At restaurants that use OpenTable’s booking software, the number of diners in every state where the company tracks data was still down by 82 percent or more through Sunday, compared with a year before. That includes early reopeners like Georgia (down 92 percent), Utah (down 91 percent), Nebraska (down 90 percent), South Carolina (down 89 percent), Tennessee (down 87 percent), Texas (down 83 percent), and Oklahoma (down 82 percent).

And then here’s a chart:

img

We shall see if these attendance figures spike as reopening becomes more normalized, but I think this hits at a really important point: people aren’t going to feel safe just because the government is pushing for reopening. As Matt Yglesias astutely pointed out at Vox a few weeks ago, “opening up the economy won’t save the economy.” We’ve seen a growing partisan divide between support for lockdown measures, yet most Americans are still worried about coronavirus and support stricter social distancing measures. And this matter because restaurants are going to start running out of PPP cash to make payroll, and are going to have a harder time delaying rent payments when landlords are able to see they are, technically, reopened.

Unless customers suddenly get comfy with risking their lives for a cheeseburger—or unless Congress approves another wave of relief spending—this is going to be an immensely difficult period of time for restaurants and bars.

The south is reopening, but people aren’t going out

Over at Slate, Jordan Weissmann has some interesting data on restaurant attendance and how its changing in states that are reopening. Per Weissmann:

At restaurants that use OpenTable’s booking software, the number of diners in every state where the company tracks data was still down by 82 percent or more through Sunday, compared with a year before. That includes early reopeners like Georgia (down 92 percent), Utah (down 91 percent), Nebraska (down 90 percent), South Carolina (down 89 percent), Tennessee (down 87 percent), Texas (down 83 percent), and Oklahoma (down 82 percent).

And then here’s a chart:

img

We shall see if these attendance figures spike as reopening becomes more normalized, but I think this hits at a really important point: people aren’t going to feel safe just because the government is pushing for reopening. As Matt Yglesias astutely pointed out at Vox a few weeks ago, “opening up the economy won’t save the economy.” We’ve seen a growing partisan divide between support for lockdown measures, yet most Americans are still worried about coronavirus and support stricter social distancing measures. And this matter because restaurants are going to start running out of PPP cash to make payroll, and are going to have a harder time delaying rent payments when landlords are able to see they are, technically, reopened.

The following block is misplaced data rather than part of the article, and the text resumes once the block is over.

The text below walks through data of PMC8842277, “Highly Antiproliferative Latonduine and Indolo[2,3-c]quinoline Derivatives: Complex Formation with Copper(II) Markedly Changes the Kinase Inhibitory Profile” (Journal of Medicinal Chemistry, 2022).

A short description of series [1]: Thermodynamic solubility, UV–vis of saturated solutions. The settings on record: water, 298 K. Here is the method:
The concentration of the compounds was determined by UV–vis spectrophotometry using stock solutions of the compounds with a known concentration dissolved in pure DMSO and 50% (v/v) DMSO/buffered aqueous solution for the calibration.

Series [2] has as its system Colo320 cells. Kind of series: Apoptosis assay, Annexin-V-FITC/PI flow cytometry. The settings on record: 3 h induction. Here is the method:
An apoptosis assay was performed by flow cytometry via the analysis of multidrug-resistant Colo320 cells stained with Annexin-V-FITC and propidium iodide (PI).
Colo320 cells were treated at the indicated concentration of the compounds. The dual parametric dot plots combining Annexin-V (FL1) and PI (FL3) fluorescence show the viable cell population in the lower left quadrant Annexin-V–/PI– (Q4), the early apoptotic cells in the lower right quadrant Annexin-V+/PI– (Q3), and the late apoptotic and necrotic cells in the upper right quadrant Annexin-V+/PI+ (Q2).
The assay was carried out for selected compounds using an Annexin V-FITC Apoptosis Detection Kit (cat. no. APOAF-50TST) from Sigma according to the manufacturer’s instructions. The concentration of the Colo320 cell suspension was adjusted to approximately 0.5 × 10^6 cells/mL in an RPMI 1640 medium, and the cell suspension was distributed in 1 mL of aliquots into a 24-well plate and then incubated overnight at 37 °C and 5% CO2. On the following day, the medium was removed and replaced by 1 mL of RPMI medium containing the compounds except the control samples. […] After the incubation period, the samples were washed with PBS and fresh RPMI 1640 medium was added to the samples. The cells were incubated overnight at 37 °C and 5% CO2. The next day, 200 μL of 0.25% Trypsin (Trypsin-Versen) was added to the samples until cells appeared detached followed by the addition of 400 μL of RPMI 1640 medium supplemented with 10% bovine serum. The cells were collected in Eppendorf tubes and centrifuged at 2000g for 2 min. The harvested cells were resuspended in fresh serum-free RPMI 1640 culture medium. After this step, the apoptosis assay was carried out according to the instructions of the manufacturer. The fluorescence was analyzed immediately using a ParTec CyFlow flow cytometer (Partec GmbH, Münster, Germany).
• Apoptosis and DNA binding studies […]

Unless customers suddenly get comfy with risking their lives for a cheeseburger—or unless Congress approves another wave of relief spending—this is going to be an immensely difficult period of time for restaurants and bars.

The south is reopening, but people aren’t going out

Over at Slate, Jordan Weissmann has some interesting data on restaurant attendance and how its changing in states that are reopening. Per Weissmann:

At restaurants that use OpenTable’s booking software, the number of diners in every state where the company tracks data was still down by 82 percent or more through Sunday, compared with a year before. That includes early reopeners like Georgia (down 92 percent), Utah (down 91 percent), Nebraska (down 90 percent), South Carolina (down 89 percent), Tennessee (down 87 percent), Texas (down 83 percent), and Oklahoma (down 82 percent).

And then here’s a chart:

img

We shall see if these attendance figures spike as reopening becomes more normalized, but I think this hits at a really important point: people aren’t going to feel safe just because the government is pushing for reopening. As Matt Yglesias astutely pointed out at Vox a few weeks ago, “opening up the economy won’t save the economy.” We’ve seen a growing partisan divide between support for lockdown measures, yet most Americans are still worried about coronavirus and support stricter social distancing measures. And this matter because restaurants are going to start running out of PPP cash to make payroll, and are going to have a harder time delaying rent payments when landlords are able to see they are, technically, reopened.

Unless customers suddenly get comfy with risking their lives for a cheeseburger—or unless Congress approves another wave of relief spending—this is going to be an immensely difficult period of time for restaurants and bars.

Under siege, Joe Biden seeks comfortable ground to discuss sexual assault allegations

Under siege, Joe Biden seeks comfortable ground to discuss sexual assault allegations

Under siege, Joe Biden seeks comfortable ground to discuss sexual assault allegations

Under siege, Joe Biden seeks comfortable ground to discuss sexual assault allegations
March 14, 2019 12:55 PM
Politics

Joe Biden has gotten this far by surviving. He ran an uninspired, dreary campaign, yet his longstanding connections to the Democratic mainstream and African-American voters ultimately propelled him to victory. Now, facing an allegation of sexual misconduct, Biden is weathering a new kind of crisis: one that requires a bold, concrete response. Tara Reade’s allegation—that Biden sexually assaulted her in the capital in the mid 1990s—isn’t going away; if anything, the story is only getting more and more concrete. Can he somehow quell skittish Democrats and incensed activists? And if he can’t, what does a path forward even look like?